The Significance of the Shazam India Top 100
The weekly chart published by the song identification app might be the most important international music survey in our country
Most music charts across the world are based on sales. However, in India where the market for international music remains relatively small, sales are not really an accurate representation of a song’s popularity.
How then do you tell if a track is a hit? One way is to ask yourself how often you hear it. In a country where you can count the number of English music radio and TV channels on one hand, this question can be best answered by checking the number of times you chance upon a tune outside of these two mediums – in a nightclub or a pub, at a restaurant, in a shop or mall, or even at the gym.
This is where Shazam comes in. The app, as you probably know, identifies a song being played, and is typically used when you like what you’re hearing or just can’t remember what it’s called. The Shazam Top 100 chart, which ranks tracks on the basis of how often they are ‘tagged’ by users, is then a good measure of how popular a tune is at the moment.
What’s the current most Shazam-ed song in India? “Lean On” by Major Lazer featuring MØ and DJ Snake, which is No.1 on the Top 100 released July 14. The track of course has a strong India connection – the video, featuring dancers dressed in Kerala saris, was filmed here during the Mumbai leg of Major Lazer’s tour of the country last December.
Unlike the charts published by streaming services such as Gaana and Guvera, the Shazam Top 100, notably, doesn’t differentiate between genres. In that sense it’s like the Billboard Hot 100. Bollywood, English and regional language tunes each compete on an even playing field. Here’s the somewhat surprising thing – a Hindi film song, namely “Hasi” from Humaari Adhuri Kahani, doesn’t figure until No.6 on the current list.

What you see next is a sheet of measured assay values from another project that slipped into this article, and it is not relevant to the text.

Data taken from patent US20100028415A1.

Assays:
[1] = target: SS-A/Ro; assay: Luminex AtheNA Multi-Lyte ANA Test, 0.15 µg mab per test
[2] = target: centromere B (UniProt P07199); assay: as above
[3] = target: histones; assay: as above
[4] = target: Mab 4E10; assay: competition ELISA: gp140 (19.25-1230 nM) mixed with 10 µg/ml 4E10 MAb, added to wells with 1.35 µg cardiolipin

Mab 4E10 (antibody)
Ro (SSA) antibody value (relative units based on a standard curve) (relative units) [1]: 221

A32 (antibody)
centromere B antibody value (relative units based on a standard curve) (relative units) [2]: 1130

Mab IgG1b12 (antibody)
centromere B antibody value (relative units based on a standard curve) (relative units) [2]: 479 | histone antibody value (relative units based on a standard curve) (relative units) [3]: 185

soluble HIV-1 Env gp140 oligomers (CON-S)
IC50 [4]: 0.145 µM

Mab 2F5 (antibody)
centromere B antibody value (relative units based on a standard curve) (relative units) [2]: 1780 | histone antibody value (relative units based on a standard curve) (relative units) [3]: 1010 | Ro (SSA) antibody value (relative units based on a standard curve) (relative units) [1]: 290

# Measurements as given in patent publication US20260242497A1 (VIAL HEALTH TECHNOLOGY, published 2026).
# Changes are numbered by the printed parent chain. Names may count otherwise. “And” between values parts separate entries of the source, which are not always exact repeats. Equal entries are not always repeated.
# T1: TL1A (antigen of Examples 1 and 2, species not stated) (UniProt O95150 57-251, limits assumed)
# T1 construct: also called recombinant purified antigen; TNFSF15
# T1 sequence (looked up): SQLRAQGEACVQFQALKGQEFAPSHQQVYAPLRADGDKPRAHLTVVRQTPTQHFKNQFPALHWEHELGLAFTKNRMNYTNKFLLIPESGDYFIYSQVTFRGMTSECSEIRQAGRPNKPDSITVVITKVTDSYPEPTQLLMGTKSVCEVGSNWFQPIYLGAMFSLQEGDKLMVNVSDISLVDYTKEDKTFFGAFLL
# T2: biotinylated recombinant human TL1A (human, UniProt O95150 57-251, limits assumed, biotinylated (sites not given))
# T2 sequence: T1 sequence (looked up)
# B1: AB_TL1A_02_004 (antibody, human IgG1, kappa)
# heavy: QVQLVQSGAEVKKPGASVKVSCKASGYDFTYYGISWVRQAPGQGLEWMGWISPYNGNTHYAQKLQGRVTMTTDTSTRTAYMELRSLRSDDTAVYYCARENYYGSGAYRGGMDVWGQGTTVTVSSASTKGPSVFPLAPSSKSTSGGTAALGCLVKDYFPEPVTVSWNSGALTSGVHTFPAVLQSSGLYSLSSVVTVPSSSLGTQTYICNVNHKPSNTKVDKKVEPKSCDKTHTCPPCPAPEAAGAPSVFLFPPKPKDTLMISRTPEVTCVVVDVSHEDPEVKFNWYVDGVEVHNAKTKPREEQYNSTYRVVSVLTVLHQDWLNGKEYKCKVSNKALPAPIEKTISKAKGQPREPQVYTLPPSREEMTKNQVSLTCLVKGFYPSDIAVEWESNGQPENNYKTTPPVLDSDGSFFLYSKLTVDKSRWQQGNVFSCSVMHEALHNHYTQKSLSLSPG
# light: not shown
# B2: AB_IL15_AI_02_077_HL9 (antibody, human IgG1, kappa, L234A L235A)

The rest of the top five is as follow: “Where Are U Now” by Skrillex and (Major Lazor member) Diplo with Justin Bieber, “Shut Up And Dance” by Walk The Moon, “Cheerleader” by OMI and “Waiting For Love” by Avicii. The one thing those singles have in common is they’re all up-tempo and dance-friendly, which means they’re probably being played at clubs, gyms, shops, as well as at house parties and on car stereos.
Given how popular the genre is here however, one thing that isn’t that surprising is how high electronic dance music tracks are on the Shazam chart. What might raise an eyebrow is that by consistently topping the India chart since Shazam launched it in May 2014, hits by electronica acts have proven to be as popular as Bollywood tunes. “I think that’s an accurate assessment,” said Julian Marshall, global head at Shazam in an email interview.
The most Shazamed song in India ever, Marshall said, is “Animals” by Dutch house music producer Martin Garrix. Among the most Shazamed artists of all time here are Avicii, David Guetta, Swedish House Mafia and Hindi film playback singer Arijit Singh. For the music industry then, the Shazam charts, which are a good indicator of future hits (in the traditional sense), are especially significant in India.
“Charts are incredibly important for music discovery,” said Marshall. “Our charts are used globally by fans to discover the best new music first, and also by industry executives and radio stations to help inform their decision making.” In India perhaps the folks the Shazam charts can serve most are festival programmers. On the basis of this week’s survey, they’ve probably cast their eyes on Norway’s Kygo, Sweden’s Galantis and Germany’s Robin Schulz as potential headliners for the upcoming season.
The Shazam India Top 100 is published every Tuesday on www.shazam.com and on the app.